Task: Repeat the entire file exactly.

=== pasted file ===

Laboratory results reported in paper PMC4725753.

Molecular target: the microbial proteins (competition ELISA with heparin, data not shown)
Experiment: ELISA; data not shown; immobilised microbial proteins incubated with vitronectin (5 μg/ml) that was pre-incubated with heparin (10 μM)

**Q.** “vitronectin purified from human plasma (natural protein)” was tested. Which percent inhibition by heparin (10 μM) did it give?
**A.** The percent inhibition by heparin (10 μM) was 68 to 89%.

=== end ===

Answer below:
Laboratory results reported in paper PMC4725753.

Molecular target: the microbial proteins (competition ELISA with heparin, data not shown)
Experiment: ELISA; data not shown; immobilised microbial proteins incubated with vitronectin (5 μg/ml) that was pre-incubated with heparin (10 μM)

**Q.** “vitronectin purified from human plasma (natural protein)” was tested. Which percent inhibition by heparin (10 μM) did it give?
**A.** The percent inhibition by heparin (10 μM) was 68 to 89%.